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NOTE: Here is where you can find advertising law information based on news briefs that appeared in past issues of Advertising Compliance Service, "Your Single Essential Advertising Law Resource," during the month of January 2001.



FTC's Division of Financial Practices staff has launched "Operation Detect Pretext," conducting a surveillance of over 1,000 Web sites and a review of over 500 advertisements in the print media for firms that offered to conduct financial searches. FTC's mission: Find firms that obtain their customer information under false pretenses - a practice known as "pretexting."

During its surveillance and ad review, FTC staff identified some 200 firms that offered to obtain and sell asset or bank account information about consumers to third parties. The Gramm-Leach-Bliley Act (GLB) bars individuals from obtaining a customer's information from a financial institution or directly from the customer using false representations, fictitious documents or forgery.

On January 26, 2001, FTC staff sent notices to approximately 200 firms by e-mail or facsimile advising them that their practices must comply not only with GLB, but with other applicable federal laws, including the Fair Credit Reporting Act. The notice advised the firms that the FTC would continue to monitor Web sites and print media advertisements offering financial searches, and asked them to take steps to ensure that they complied with GLB and all other applicable federal laws.

The notice also warned the advertisers that they may face criminal penalties:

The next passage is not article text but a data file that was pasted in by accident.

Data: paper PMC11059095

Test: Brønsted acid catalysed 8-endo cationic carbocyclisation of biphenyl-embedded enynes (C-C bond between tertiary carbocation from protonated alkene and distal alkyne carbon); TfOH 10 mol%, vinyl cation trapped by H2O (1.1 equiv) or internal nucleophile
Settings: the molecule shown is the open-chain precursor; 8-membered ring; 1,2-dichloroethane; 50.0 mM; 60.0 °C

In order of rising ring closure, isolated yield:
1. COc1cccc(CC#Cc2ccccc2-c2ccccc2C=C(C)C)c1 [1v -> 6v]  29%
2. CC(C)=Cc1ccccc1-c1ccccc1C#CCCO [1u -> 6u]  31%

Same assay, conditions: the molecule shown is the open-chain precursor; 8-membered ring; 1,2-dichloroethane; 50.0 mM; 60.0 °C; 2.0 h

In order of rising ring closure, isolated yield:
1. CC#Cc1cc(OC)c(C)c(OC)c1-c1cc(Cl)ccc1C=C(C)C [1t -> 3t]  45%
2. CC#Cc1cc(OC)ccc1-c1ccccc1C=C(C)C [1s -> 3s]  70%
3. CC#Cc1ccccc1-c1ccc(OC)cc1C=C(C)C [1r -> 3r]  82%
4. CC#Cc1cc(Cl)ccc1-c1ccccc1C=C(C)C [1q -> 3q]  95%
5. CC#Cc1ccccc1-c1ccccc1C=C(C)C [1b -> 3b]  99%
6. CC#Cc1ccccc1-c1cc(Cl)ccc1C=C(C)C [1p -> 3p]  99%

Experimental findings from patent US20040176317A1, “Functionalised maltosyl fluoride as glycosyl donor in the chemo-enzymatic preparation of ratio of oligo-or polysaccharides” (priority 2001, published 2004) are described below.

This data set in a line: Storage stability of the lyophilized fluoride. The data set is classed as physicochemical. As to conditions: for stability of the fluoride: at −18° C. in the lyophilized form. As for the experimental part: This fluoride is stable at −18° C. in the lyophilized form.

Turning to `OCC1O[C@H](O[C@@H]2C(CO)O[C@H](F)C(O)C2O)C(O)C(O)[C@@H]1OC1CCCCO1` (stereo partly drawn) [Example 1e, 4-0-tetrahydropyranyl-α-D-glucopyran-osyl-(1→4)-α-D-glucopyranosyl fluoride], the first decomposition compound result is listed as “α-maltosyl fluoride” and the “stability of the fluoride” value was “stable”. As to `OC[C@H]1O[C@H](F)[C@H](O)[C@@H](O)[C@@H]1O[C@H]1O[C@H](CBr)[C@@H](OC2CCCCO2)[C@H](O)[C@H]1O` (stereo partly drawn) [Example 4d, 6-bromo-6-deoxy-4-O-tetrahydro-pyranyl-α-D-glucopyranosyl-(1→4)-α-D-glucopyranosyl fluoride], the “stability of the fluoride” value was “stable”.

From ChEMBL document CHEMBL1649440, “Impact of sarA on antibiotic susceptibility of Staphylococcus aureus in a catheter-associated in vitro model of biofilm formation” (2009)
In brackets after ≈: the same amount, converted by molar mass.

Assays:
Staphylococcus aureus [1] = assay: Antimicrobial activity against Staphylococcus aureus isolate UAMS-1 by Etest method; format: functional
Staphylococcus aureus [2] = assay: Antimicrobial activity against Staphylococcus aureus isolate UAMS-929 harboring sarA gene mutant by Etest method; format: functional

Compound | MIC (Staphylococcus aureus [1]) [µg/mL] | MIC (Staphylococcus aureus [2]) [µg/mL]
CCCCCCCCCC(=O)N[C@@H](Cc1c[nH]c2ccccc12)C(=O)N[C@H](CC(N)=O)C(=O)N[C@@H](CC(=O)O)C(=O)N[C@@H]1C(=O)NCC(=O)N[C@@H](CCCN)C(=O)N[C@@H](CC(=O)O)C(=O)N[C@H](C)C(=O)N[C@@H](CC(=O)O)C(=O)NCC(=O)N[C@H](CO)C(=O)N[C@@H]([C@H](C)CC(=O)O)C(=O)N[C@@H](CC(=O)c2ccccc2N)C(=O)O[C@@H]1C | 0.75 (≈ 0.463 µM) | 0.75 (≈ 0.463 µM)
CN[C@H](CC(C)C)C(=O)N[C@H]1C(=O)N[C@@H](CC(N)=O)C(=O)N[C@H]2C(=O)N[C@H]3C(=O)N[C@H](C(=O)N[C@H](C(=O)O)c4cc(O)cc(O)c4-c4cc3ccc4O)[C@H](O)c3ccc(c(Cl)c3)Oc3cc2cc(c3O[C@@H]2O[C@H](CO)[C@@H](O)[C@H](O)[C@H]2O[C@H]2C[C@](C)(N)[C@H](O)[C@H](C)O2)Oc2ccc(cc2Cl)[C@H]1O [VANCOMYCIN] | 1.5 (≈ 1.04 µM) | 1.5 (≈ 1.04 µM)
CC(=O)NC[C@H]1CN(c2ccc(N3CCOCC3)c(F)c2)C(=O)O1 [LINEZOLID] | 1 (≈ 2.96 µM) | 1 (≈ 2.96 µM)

"Violations of Section 521 of GLB may result in civil penalties of up to $11,000 for each violation, as well as criminal penalties."

(Operation Detect Pretext, FTC Release, January 31, 2001.)


Advertising and promotional expenditures for smokeless tobacco products reached $170.2 million in 1999, according to a biennial FTC Report to Congress. The report shows that promotional allowances and point of sale advertising were the top expenditure categories in 1999, with coupons and public entertainment also contributing substantially to industry spending. The $170.2 million spent in 1999 represented a 13% increase over the previously reported 1997 expenditure figure of $150.4 million. With only two exceptions, advertising and promotional expenditures have increased every year since 1987, when slightly less than $68 million was spent.

The Comprehensive Smokeless Tobacco Health Education Act of 1986 requires FTC to report on smokeless tobacco products every two years. This 2001 report includes new 1998 and 1999 data on sales and advertising and promotional expenditures, and discusses trends in the smokeless tobacco market. Specifically, it shows the last year of spending before the implementation of Master Settlement Agreement (MSA) that United States Tobacco Company -- the largest domestic smokeless tobacco company -- signed with 48 state attorneys general, the District of Columbia, and several territories, as well as the first year affected by the MSA's phased-in restrictions on certain advertising and promotional practices.

The report shows that the total number of pounds of smokeless tobacco sold by manufacturers to wholesalers and retailers fell from 1997 to 1998, and then again in 1999, to 109.4 million pounds -- the lowest level ever reported by the Commission. Sales revenues received by the manufacturers rose, however, in both years: $1.89 billion in 1998 (up from $1.82 billion in 1997) and $1.94 billion in 1999. Revenues have increased each year since 1985.

Moist snuff has been the leader in smokeless tobacco revenues and marketing expenditures since the Commission began collecting these data and this trend continued in 1998 and 1999. Moist snuff revenues in those two years were $1.48 billion and $1.58 billion, respectively. Advertising and promotional expenditures for moist snuff -- $117.3 million in 1998 and $147.3 million in 1999 -- also exceeded the expenditures for all other types of smokeless tobacco combined. More pounds of moist snuff were sold in 1998 (56.2 million) and 1999 (58.4 million ) than all other types of smokeless tobacco combined. Before 1996, loose leaf/chewing tobacco had been the leading seller in terms of total pounds sold.

(FTC Report to Congress: Smokeless Tobacco 1998-1999, January 9, 2001.)




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